Snuff Out the Sniffles
Avoid winter colds with 5 immune-strengthening strategies
1. Soap up. "The best strategy is also the most
mundane: Wash your hands a lot," says Elizabeth Steiner, M.D.,
associate professor of family medicine at Oregon Health &
Science University. Soap and water work best, but hand sanitizer
with at least 60 percent alcohol is also a good option.
2. Stay active. Taking a daily brisk walk of 30
to 45 minutes increases the number of immune cells circulating in
the body for several hours, according to the British Medical
3. Get enough D. High blood levels of vitamin D
have been linked to fewer, shorter colds and flus. "Vitamin D
clearly plays a role in our immune system," Dr. Steiner says. She
recommends a daily supplement of 1,000 IU of vitamin D3 for adults
and 400 IU for children. Salmon, milk and yogurt are also delicious
sources of vitamin D.
4. Catch enough Zzzs. "Sleep is one of the ways
the body resets its internal stress clock," Dr. Steiner says. One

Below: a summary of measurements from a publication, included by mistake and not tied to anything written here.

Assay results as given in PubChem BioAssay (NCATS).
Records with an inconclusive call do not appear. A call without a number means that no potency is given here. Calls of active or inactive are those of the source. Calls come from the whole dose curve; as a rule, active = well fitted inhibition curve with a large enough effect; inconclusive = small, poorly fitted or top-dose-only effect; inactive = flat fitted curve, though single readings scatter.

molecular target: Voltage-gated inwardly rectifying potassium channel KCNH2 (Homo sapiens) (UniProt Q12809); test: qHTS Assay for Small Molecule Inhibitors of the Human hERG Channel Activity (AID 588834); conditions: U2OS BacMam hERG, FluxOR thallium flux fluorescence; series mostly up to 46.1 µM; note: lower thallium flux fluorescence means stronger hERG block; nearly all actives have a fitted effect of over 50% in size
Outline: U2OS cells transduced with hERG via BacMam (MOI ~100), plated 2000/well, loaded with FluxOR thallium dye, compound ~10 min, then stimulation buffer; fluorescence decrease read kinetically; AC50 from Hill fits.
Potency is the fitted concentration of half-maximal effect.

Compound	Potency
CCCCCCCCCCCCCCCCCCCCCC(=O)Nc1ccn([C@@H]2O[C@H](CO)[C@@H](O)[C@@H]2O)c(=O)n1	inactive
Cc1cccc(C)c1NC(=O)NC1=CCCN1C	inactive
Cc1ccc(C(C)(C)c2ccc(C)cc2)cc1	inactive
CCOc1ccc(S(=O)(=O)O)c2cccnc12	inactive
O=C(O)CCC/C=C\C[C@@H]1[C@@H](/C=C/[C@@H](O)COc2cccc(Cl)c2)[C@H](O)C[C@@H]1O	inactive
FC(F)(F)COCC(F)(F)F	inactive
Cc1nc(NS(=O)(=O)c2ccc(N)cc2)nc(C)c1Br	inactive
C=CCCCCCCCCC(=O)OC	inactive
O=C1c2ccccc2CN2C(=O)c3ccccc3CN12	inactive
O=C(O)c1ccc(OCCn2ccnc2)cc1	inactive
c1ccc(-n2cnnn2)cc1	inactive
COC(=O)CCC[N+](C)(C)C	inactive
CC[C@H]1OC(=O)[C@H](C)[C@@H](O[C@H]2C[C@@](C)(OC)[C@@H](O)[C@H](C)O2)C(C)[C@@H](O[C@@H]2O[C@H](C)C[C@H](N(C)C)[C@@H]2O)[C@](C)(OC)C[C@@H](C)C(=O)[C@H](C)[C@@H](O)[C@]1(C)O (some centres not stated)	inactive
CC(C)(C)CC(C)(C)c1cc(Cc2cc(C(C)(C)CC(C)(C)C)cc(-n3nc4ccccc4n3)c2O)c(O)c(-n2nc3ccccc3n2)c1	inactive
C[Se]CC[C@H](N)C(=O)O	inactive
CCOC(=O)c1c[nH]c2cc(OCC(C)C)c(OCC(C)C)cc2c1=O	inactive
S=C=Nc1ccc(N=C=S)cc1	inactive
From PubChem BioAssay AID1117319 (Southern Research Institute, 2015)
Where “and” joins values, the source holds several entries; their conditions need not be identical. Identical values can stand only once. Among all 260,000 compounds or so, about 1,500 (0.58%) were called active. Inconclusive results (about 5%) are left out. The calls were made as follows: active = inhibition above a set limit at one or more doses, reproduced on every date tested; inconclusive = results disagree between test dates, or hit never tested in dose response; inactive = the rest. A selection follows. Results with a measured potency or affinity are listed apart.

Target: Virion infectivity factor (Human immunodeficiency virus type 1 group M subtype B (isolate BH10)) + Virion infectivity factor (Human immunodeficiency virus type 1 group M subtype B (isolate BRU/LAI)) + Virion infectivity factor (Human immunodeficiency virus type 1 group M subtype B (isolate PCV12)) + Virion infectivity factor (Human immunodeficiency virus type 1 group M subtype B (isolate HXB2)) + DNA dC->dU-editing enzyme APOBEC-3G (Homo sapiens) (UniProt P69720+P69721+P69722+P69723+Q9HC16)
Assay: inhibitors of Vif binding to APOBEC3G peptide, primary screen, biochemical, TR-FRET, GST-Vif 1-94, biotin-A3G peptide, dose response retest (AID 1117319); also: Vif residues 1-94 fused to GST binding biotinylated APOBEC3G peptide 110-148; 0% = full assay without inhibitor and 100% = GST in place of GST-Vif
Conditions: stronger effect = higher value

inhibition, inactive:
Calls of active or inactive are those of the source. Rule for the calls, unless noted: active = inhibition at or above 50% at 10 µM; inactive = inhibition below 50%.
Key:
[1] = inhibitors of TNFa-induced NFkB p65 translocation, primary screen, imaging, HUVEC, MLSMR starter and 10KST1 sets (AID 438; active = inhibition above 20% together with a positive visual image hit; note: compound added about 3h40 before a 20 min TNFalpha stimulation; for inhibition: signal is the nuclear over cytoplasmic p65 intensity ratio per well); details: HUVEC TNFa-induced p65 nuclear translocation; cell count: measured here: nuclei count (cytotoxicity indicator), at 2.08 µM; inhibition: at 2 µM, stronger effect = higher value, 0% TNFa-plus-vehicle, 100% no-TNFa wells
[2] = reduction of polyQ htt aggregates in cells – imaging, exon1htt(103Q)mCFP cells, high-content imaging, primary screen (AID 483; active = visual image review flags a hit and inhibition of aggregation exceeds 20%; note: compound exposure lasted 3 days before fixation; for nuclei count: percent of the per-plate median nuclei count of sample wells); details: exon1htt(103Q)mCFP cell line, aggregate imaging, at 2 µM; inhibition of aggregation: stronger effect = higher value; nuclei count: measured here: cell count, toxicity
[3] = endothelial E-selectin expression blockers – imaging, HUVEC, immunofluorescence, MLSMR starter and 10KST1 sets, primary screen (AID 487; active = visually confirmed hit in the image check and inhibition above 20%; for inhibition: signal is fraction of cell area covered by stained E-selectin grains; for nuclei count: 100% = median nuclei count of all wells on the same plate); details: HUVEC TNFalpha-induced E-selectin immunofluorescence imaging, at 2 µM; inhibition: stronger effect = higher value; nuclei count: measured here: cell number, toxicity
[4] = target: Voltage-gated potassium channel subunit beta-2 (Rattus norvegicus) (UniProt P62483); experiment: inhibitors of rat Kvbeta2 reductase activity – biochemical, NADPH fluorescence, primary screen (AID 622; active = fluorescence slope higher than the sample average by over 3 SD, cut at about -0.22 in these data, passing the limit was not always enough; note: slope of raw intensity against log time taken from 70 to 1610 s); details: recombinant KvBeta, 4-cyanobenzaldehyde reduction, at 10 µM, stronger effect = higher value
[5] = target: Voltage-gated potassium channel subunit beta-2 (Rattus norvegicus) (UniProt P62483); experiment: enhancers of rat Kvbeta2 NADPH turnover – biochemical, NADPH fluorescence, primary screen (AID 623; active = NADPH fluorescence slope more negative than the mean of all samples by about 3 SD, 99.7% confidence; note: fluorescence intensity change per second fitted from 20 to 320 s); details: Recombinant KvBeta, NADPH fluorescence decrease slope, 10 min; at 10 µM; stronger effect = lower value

study found that people who slept less than seven hours were almost
three times more likely to catch a cold compared with those who
slept eight hours or more.
5. Get a massage. People who get massages don't just
feel more relaxed; they have a
strengthened immune system, according to a 2010 study at
Cedars-Sinai Medical Center. Blood
samples were taken before and after a 45-minute Swedish massage
and compared with a control
group. "We saw a decrease in some of the key markers of stress,"
says Mark Rapaport, M.D.,
principal investigator for the Cedars-Sinai study. The massage
group also had more lymphocytes,
white blood cells that prevent and fight infections.
"At the time that I began the study, I was really pretty
skeptical about all this," Dr. Rapaport says.
"I'd had only about five massages in my life. I now get one about
every week to 10 days."
-By Teresa Caldwell Board